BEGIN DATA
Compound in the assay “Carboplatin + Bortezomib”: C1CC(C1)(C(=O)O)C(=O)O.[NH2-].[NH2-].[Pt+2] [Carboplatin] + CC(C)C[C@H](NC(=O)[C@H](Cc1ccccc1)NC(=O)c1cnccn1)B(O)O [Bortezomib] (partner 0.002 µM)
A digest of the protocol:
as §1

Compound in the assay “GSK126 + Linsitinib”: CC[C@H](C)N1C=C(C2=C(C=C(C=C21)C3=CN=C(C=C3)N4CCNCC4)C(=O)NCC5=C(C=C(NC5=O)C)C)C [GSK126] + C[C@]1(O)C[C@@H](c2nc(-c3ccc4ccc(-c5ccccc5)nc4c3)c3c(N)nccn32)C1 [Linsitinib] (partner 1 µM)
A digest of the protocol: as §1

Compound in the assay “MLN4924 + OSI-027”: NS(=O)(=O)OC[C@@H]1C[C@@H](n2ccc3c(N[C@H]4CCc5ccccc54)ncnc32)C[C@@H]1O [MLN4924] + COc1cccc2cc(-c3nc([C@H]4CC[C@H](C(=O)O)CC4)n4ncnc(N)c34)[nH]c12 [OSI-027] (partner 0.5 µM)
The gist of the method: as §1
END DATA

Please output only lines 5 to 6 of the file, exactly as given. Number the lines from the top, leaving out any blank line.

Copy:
A digest of the protocol: as §1

Compound in the assay “MLN4924 + OSI-027”: NS(=O)(=O)OC[C@@H]1C[C@@H](n2ccc3c(N[C@H]4CCc5ccccc54)ncnc32)C[C@@H]1O [MLN4924] + COc1cccc2cc(-c3nc([C@H]4CC[C@H](C(=O)O)CC4)n4ncnc(N)c34)[nH]c12 [OSI-027] (partner 0.5 µM)